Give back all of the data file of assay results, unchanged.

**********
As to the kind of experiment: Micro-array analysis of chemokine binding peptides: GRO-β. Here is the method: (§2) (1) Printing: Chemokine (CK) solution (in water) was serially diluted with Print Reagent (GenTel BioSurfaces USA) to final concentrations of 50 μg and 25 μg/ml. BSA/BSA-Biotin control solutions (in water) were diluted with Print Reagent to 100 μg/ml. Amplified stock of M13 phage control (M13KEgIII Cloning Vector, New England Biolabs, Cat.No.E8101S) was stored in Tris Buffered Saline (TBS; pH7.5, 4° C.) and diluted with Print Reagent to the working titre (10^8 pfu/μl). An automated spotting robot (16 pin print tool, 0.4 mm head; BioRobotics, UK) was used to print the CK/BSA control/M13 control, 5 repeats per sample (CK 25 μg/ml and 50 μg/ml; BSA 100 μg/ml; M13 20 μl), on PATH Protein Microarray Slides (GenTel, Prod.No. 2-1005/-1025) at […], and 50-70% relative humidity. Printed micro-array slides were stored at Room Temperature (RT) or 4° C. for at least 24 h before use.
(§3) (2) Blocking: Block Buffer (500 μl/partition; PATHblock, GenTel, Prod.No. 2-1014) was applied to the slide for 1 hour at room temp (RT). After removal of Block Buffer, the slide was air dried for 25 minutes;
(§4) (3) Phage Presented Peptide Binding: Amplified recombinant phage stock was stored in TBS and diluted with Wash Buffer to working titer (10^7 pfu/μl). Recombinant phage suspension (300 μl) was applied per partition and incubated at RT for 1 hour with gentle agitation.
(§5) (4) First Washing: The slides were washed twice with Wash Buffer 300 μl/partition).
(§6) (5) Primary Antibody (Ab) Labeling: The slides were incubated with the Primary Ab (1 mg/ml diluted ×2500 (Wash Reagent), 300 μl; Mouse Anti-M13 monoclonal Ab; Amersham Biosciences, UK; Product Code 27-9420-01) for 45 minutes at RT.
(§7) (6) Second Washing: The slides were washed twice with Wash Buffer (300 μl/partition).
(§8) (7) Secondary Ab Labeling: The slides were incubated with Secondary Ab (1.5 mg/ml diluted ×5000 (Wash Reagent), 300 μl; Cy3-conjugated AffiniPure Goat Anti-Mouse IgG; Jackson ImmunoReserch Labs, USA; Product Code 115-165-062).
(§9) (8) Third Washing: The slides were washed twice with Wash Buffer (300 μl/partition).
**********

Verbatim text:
As to the kind of experiment: Micro-array analysis of chemokine binding peptides: GRO-β. Here is the method: (§2) (1) Printing: Chemokine (CK) solution (in water) was serially diluted with Print Reagent (GenTel BioSurfaces USA) to final concentrations of 50 μg and 25 μg/ml. BSA/BSA-Biotin control solutions (in water) were diluted with Print Reagent to 100 μg/ml. Amplified stock of M13 phage control (M13KEgIII Cloning Vector, New England Biolabs, Cat.No.E8101S) was stored in Tris Buffered Saline (TBS; pH7.5, 4° C.) and diluted with Print Reagent to the working titre (10^8 pfu/μl). An automated spotting robot (16 pin print tool, 0.4 mm head; BioRobotics, UK) was used to print the CK/BSA control/M13 control, 5 repeats per sample (CK 25 μg/ml and 50 μg/ml; BSA 100 μg/ml; M13 20 μl), on PATH Protein Microarray Slides (GenTel, Prod.No. 2-1005/-1025) at […], and 50-70% relative humidity. Printed micro-array slides were stored at Room Temperature (RT) or 4° C. for at least 24 h before use.
(§3) (2) Blocking: Block Buffer (500 μl/partition; PATHblock, GenTel, Prod.No. 2-1014) was applied to the slide for 1 hour at room temp (RT). After removal of Block Buffer, the slide was air dried for 25 minutes;
(§4) (3) Phage Presented Peptide Binding: Amplified recombinant phage stock was stored in TBS and diluted with Wash Buffer to working titer (10^7 pfu/μl). Recombinant phage suspension (300 μl) was applied per partition and incubated at RT for 1 hour with gentle agitation.
(§5) (4) First Washing: The slides were washed twice with Wash Buffer 300 μl/partition).
(§6) (5) Primary Antibody (Ab) Labeling: The slides were incubated with the Primary Ab (1 mg/ml diluted ×2500 (Wash Reagent), 300 μl; Mouse Anti-M13 monoclonal Ab; Amersham Biosciences, UK; Product Code 27-9420-01) for 45 minutes at RT.
(§7) (6) Second Washing: The slides were washed twice with Wash Buffer (300 μl/partition).
(§8) (7) Secondary Ab Labeling: The slides were incubated with Secondary Ab (1.5 mg/ml diluted ×5000 (Wash Reagent), 300 μl; Cy3-conjugated AffiniPure Goat Anti-Mouse IgG; Jackson ImmunoReserch Labs, USA; Product Code 115-165-062).
(§9) (8) Third Washing: The slides were washed twice with Wash Buffer (300 μl/partition).